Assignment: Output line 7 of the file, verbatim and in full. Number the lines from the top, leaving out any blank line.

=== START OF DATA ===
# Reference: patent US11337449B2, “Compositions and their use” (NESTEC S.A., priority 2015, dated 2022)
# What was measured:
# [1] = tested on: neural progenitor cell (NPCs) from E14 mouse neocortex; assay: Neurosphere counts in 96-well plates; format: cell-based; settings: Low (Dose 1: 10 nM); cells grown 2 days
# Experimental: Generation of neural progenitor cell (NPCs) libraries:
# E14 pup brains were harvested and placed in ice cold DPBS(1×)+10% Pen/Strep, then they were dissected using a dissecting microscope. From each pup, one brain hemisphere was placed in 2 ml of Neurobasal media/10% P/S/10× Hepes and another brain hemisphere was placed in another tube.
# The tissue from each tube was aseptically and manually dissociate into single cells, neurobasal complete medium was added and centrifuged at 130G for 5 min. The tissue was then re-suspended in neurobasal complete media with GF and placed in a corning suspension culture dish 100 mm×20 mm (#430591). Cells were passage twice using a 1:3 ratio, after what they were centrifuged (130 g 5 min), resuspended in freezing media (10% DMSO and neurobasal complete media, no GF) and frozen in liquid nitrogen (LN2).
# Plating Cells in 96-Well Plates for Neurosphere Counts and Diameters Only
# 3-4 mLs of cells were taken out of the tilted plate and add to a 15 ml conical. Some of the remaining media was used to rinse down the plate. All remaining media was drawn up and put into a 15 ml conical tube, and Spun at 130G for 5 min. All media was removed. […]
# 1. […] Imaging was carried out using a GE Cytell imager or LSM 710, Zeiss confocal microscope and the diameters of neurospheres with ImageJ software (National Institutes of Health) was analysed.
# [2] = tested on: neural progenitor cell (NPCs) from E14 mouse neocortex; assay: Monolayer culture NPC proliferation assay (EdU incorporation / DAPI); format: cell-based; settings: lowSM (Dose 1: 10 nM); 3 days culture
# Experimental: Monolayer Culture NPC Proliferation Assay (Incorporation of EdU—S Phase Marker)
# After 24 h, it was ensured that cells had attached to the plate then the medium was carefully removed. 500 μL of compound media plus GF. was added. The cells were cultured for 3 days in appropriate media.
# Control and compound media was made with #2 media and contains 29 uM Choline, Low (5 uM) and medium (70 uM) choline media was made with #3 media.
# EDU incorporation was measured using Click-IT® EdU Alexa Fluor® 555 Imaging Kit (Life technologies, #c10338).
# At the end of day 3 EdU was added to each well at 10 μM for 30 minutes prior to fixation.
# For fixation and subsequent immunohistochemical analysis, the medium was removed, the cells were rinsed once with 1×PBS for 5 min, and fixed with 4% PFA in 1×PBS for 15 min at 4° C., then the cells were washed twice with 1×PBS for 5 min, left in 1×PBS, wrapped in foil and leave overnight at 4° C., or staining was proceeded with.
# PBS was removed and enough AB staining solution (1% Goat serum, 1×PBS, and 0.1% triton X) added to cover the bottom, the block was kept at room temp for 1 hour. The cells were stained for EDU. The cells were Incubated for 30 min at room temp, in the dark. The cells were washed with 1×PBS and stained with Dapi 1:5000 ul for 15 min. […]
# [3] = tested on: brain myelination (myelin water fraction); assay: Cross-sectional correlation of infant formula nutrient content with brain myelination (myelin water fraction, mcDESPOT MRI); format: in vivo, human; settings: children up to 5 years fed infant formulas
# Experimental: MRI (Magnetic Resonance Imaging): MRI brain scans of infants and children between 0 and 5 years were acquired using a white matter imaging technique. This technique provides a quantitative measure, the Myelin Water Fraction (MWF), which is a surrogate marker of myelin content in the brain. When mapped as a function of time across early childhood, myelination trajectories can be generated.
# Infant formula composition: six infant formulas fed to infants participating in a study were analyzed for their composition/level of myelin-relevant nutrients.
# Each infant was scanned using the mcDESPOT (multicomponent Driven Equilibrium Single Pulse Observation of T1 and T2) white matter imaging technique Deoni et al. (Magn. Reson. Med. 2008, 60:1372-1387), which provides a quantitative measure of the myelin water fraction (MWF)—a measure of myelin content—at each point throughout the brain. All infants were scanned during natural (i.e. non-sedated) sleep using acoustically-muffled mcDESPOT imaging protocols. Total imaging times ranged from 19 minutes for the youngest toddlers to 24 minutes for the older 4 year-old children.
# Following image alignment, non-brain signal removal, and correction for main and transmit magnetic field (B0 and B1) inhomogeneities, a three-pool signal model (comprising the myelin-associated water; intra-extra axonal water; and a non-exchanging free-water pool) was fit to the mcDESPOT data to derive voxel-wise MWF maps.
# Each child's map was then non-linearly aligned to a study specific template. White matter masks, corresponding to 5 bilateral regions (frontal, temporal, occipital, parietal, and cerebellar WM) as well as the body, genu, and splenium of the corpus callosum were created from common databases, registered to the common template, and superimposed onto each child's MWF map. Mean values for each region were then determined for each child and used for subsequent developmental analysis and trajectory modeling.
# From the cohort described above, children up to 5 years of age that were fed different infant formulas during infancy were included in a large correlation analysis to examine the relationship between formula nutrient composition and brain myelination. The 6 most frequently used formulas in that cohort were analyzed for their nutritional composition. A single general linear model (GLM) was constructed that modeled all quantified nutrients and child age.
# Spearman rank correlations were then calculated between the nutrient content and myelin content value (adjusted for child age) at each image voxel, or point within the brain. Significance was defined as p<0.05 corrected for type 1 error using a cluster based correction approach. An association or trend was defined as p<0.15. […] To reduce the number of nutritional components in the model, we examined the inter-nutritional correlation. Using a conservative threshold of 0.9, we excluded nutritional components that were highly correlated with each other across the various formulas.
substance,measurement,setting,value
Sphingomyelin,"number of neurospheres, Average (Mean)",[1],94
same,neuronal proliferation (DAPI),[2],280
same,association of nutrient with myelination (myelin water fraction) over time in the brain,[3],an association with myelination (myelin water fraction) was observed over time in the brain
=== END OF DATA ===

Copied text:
# Plating Cells in 96-Well Plates for Neurosphere Counts and Diameters Only